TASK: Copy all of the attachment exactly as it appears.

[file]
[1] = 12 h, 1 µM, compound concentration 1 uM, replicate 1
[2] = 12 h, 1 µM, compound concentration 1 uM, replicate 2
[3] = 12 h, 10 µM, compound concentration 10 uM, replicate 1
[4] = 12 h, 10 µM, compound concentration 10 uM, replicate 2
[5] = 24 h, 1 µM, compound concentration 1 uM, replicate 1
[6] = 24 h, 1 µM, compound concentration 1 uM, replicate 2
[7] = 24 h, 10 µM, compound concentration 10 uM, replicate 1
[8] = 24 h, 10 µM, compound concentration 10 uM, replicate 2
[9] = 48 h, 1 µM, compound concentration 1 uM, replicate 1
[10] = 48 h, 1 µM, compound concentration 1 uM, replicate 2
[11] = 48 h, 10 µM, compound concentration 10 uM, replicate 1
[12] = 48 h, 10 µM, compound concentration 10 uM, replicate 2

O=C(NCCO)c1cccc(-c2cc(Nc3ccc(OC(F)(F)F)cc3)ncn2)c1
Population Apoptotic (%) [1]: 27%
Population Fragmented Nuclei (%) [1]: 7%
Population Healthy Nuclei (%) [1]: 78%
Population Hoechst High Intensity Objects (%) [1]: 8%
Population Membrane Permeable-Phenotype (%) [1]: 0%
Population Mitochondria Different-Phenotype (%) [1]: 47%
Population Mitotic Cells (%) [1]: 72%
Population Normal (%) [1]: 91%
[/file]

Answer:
[1] = 12 h, 1 µM, compound concentration 1 uM, replicate 1
[2] = 12 h, 1 µM, compound concentration 1 uM, replicate 2
[3] = 12 h, 10 µM, compound concentration 10 uM, replicate 1
[4] = 12 h, 10 µM, compound concentration 10 uM, replicate 2
[5] = 24 h, 1 µM, compound concentration 1 uM, replicate 1
[6] = 24 h, 1 µM, compound concentration 1 uM, replicate 2
[7] = 24 h, 10 µM, compound concentration 10 uM, replicate 1
[8] = 24 h, 10 µM, compound concentration 10 uM, replicate 2
[9] = 48 h, 1 µM, compound concentration 1 uM, replicate 1
[10] = 48 h, 1 µM, compound concentration 1 uM, replicate 2
[11] = 48 h, 10 µM, compound concentration 10 uM, replicate 1
[12] = 48 h, 10 µM, compound concentration 10 uM, replicate 2

O=C(NCCO)c1cccc(-c2cc(Nc3ccc(OC(F)(F)F)cc3)ncn2)c1
Population Apoptotic (%) [1]: 27%
Population Fragmented Nuclei (%) [1]: 7%
Population Healthy Nuclei (%) [1]: 78%
Population Hoechst High Intensity Objects (%) [1]: 8%
Population Membrane Permeable-Phenotype (%) [1]: 0%
Population Mitochondria Different-Phenotype (%) [1]: 47%
Population Mitotic Cells (%) [1]: 72%
Population Normal (%) [1]: 91%